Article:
Last year when I was preparing Interpreting African American History and Culture at Museums and Historic Sites, it seemed that the obvious had been overlooked: race. Although we all advocated for the integration of African American history in interpretation in part to overcome racism, I wondered if instead we are inadvertently promoting the idea that races exist and we simply need to find ways to get along, just like dogs and cats in our homes. We never questioned or uncovered the assumptions about race that visitors may carry with them into museums and historic sites. Our bigger concern was that African American history was sufficiently significant to merit preservation and integration into the interpretation.
We know that races do not exist and it was a theory developed by scientists in the 18th and 19th century as a way to explain human differences. Race has long been disproven, but certainly race and racism continues, probably in the minds of many of our visitors. So if more of our visitors could understand that race is socially constructed and artificial, it may go a long way towards Continue reading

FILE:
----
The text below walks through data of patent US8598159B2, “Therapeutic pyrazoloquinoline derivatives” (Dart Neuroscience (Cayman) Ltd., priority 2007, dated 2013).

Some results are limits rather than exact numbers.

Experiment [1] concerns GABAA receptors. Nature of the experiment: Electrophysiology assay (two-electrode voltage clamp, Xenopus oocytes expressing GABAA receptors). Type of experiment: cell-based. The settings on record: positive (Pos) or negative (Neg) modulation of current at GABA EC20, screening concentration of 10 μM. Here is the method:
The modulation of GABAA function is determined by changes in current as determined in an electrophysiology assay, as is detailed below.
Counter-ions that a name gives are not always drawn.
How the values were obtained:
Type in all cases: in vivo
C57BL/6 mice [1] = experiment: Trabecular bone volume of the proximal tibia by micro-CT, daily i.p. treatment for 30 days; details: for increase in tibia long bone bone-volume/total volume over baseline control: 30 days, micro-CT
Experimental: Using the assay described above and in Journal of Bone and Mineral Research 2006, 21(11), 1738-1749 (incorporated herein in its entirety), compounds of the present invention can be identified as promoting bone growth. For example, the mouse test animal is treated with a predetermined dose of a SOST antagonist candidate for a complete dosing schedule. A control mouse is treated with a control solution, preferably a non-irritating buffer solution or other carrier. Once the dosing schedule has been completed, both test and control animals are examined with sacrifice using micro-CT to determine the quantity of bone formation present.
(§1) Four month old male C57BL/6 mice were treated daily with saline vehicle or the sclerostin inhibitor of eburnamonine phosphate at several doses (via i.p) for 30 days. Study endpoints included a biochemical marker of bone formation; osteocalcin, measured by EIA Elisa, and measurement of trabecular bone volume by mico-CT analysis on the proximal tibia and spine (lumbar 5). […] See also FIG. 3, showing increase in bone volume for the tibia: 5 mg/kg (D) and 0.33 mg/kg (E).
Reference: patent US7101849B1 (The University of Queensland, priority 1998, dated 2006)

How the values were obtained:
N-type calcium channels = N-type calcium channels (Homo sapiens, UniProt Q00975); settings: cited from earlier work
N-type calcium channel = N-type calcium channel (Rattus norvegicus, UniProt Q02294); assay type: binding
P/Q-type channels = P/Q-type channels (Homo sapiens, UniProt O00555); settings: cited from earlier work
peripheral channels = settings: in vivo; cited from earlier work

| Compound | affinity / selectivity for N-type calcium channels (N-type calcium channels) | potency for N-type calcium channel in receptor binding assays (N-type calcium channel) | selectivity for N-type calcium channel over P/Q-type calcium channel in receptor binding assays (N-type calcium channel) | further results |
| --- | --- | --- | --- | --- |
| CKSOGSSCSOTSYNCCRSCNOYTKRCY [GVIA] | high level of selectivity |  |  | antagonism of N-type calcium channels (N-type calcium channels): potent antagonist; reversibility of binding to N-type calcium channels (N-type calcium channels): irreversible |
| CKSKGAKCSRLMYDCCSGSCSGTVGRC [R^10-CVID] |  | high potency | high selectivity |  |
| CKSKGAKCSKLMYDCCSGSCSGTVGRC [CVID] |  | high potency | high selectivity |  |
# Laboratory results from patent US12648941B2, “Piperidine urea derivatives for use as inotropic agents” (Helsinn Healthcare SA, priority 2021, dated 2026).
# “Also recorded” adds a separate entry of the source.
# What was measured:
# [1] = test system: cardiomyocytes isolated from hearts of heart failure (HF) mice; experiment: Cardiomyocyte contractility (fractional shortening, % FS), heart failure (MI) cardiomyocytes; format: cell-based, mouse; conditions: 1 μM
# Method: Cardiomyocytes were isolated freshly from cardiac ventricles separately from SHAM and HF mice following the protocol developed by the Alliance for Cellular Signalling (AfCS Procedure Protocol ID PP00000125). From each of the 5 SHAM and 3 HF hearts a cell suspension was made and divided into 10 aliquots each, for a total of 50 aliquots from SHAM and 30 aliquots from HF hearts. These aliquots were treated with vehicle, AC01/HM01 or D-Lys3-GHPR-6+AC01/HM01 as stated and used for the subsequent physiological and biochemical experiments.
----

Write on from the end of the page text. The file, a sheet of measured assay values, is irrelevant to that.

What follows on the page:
The big gray brooding mass of Eastern State Penitentiary in Philadelphia.
Despite the winter weather, I’ve been traveling extensively this month around the country. In Philadelphia I finally had a chance to visit the Eastern State Penitentiary, an enormous prison close the city’s art museums but otherwise oh so far away. When built in the early 19th century, it was the most famous and expensive prison in the world, but after it closed in 1971, it became a forgotten ruin. Today, a private non-profit organization preserves and manages this National Historic Landmark with an usual mission statement:
Eastern State Penitentiary Historic Site, Inc. works to preserve and restore the architecture of Eastern State Penitentiary; to make the Penitentiary accessible to the public; to explain and interpret its complex history; to place current issues of corrections and justice in an historical framework; and to provide a public forum where these issues are discussed. While the interpretive program advocates no specific position on the state of the American justice system, the program is built on the belief that the problems facing Eastern State Penitentiary’s architects have not yet been solved, and that the issues these early prison reformers addressed remain of central importance to our nation.
In a way, old prisons are historic houses so I’ve been intrigued by the way these popular tourist destinations are interpreted to the public. Eastern State is a significant contrast from Alcatraz Island, which Continue reading